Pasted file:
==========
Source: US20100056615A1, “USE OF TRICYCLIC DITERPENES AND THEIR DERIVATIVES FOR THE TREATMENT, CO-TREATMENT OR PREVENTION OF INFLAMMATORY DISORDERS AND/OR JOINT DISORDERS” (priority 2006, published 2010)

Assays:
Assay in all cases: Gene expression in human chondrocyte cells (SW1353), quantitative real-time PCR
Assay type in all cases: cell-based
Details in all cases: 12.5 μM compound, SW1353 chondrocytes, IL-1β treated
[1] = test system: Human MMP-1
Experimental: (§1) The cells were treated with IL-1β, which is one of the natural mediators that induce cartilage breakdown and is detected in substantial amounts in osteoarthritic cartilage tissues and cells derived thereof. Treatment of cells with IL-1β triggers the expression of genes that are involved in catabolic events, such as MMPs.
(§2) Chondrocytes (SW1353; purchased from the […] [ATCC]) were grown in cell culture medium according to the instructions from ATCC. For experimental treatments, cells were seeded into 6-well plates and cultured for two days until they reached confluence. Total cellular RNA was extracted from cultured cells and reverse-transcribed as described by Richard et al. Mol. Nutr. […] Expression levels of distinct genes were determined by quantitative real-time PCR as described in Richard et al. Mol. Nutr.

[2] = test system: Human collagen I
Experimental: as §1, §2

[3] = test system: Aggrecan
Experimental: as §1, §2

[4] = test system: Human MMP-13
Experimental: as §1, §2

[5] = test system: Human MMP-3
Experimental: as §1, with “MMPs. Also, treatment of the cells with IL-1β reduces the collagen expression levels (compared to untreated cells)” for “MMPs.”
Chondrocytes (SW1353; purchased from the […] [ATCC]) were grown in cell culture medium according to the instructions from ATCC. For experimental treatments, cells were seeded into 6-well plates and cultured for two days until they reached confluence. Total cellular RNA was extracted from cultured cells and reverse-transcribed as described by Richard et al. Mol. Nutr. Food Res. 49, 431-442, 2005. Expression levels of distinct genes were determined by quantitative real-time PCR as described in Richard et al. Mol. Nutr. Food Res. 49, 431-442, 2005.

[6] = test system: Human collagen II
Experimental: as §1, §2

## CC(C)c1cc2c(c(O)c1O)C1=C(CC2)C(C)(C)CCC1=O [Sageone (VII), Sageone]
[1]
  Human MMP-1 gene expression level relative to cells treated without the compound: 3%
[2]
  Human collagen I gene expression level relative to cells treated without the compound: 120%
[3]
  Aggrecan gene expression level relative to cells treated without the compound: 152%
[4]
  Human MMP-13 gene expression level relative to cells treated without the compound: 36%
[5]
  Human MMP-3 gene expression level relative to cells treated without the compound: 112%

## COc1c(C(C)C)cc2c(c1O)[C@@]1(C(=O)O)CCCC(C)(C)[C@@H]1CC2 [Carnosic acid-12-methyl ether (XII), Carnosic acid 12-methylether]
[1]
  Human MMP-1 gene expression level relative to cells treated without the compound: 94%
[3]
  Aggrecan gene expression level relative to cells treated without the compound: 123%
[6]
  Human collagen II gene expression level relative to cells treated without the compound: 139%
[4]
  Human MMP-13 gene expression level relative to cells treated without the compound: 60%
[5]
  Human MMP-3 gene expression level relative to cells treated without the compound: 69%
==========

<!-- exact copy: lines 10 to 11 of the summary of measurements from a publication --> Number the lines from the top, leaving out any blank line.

Experimental: as §1, §2

[3] = test system: Aggrecan